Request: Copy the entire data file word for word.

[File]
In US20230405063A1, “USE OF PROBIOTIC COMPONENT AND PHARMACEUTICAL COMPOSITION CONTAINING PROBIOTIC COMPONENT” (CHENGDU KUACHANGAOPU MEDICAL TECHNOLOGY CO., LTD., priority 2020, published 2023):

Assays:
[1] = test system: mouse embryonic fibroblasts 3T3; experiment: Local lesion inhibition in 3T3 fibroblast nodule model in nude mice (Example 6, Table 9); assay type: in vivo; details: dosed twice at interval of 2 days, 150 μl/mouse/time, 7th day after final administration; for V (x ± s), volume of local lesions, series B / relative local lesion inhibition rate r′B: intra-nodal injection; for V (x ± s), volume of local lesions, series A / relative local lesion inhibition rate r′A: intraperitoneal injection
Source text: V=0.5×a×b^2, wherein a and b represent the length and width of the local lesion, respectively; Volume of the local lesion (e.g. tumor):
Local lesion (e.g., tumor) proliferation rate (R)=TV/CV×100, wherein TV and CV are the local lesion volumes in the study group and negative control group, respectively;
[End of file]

In US20230405063A1, “USE OF PROBIOTIC COMPONENT AND PHARMACEUTICAL COMPOSITION CONTAINING PROBIOTIC COMPONENT” (CHENGDU KUACHANGAOPU MEDICAL TECHNOLOGY CO., LTD., priority 2020, published 2023):

Assays:
[1] = test system: mouse embryonic fibroblasts 3T3; experiment: Local lesion inhibition in 3T3 fibroblast nodule model in nude mice (Example 6, Table 9); assay type: in vivo; details: dosed twice at interval of 2 days, 150 μl/mouse/time, 7th day after final administration; for V (x ± s), volume of local lesions, series B / relative local lesion inhibition rate r′B: intra-nodal injection; for V (x ± s), volume of local lesions, series A / relative local lesion inhibition rate r′A: intraperitoneal injection
Source text: V=0.5×a×b^2, wherein a and b represent the length and width of the local lesion, respectively; Volume of the local lesion (e.g. tumor):
Local lesion (e.g., tumor) proliferation rate (R)=TV/CV×100, wherein TV and CV are the local lesion volumes in the study group and negative control group, respectively;